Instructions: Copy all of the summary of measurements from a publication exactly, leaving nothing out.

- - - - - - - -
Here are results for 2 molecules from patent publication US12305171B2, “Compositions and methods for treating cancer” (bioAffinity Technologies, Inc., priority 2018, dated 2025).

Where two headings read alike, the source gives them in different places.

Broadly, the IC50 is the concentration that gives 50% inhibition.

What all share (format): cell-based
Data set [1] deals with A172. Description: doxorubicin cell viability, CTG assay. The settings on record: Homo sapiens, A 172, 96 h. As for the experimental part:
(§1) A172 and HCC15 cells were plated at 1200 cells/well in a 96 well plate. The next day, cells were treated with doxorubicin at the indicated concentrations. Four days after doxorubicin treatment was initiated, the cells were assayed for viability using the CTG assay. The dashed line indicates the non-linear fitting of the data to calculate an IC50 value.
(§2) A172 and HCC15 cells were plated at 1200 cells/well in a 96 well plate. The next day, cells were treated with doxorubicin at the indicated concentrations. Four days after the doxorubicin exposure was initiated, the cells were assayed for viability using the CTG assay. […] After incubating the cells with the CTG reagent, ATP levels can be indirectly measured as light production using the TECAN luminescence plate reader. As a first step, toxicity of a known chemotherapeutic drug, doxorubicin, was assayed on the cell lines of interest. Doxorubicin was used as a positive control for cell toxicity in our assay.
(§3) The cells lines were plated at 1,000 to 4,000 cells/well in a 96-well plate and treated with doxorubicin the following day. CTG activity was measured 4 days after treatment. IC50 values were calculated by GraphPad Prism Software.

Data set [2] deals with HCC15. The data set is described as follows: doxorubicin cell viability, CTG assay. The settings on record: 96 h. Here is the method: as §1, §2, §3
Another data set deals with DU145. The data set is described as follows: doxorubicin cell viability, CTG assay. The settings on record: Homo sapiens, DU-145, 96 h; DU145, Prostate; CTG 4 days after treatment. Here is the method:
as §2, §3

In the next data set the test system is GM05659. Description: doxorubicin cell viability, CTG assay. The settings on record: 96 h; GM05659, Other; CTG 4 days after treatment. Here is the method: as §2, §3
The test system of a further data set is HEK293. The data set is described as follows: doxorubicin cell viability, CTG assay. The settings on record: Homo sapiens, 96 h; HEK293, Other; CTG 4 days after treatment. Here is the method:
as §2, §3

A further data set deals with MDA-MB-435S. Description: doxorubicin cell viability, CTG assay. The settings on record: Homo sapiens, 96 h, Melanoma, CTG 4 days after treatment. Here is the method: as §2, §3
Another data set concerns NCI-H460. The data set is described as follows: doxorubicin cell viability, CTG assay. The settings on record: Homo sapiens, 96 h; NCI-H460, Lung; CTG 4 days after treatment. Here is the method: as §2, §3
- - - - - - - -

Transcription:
Here are results for 2 molecules from patent publication US12305171B2, “Compositions and methods for treating cancer” (bioAffinity Technologies, Inc., priority 2018, dated 2025).

Where two headings read alike, the source gives them in different places.

Broadly, the IC50 is the concentration that gives 50% inhibition.

What all share (format): cell-based
Data set [1] deals with A172. Description: doxorubicin cell viability, CTG assay. The settings on record: Homo sapiens, A 172, 96 h. As for the experimental part:
(§1) A172 and HCC15 cells were plated at 1200 cells/well in a 96 well plate. The next day, cells were treated with doxorubicin at the indicated concentrations. Four days after doxorubicin treatment was initiated, the cells were assayed for viability using the CTG assay. The dashed line indicates the non-linear fitting of the data to calculate an IC50 value.
(§2) A172 and HCC15 cells were plated at 1200 cells/well in a 96 well plate. The next day, cells were treated with doxorubicin at the indicated concentrations. Four days after the doxorubicin exposure was initiated, the cells were assayed for viability using the CTG assay. […] After incubating the cells with the CTG reagent, ATP levels can be indirectly measured as light production using the TECAN luminescence plate reader. As a first step, toxicity of a known chemotherapeutic drug, doxorubicin, was assayed on the cell lines of interest. Doxorubicin was used as a positive control for cell toxicity in our assay.
(§3) The cells lines were plated at 1,000 to 4,000 cells/well in a 96-well plate and treated with doxorubicin the following day. CTG activity was measured 4 days after treatment. IC50 values were calculated by GraphPad Prism Software.

Data set [2] deals with HCC15. The data set is described as follows: doxorubicin cell viability, CTG assay. The settings on record: 96 h. Here is the method: as §1, §2, §3
Another data set deals with DU145. The data set is described as follows: doxorubicin cell viability, CTG assay. The settings on record: Homo sapiens, DU-145, 96 h; DU145, Prostate; CTG 4 days after treatment. Here is the method:
as §2, §3

In the next data set the test system is GM05659. Description: doxorubicin cell viability, CTG assay. The settings on record: 96 h; GM05659, Other; CTG 4 days after treatment. Here is the method: as §2, §3
The test system of a further data set is HEK293. The data set is described as follows: doxorubicin cell viability, CTG assay. The settings on record: Homo sapiens, 96 h; HEK293, Other; CTG 4 days after treatment. Here is the method:
as §2, §3

A further data set deals with MDA-MB-435S. Description: doxorubicin cell viability, CTG assay. The settings on record: Homo sapiens, 96 h, Melanoma, CTG 4 days after treatment. Here is the method: as §2, §3
Another data set concerns NCI-H460. The data set is described as follows: doxorubicin cell viability, CTG assay. The settings on record: Homo sapiens, 96 h; NCI-H460, Lung; CTG 4 days after treatment. Here is the method: as §2, §3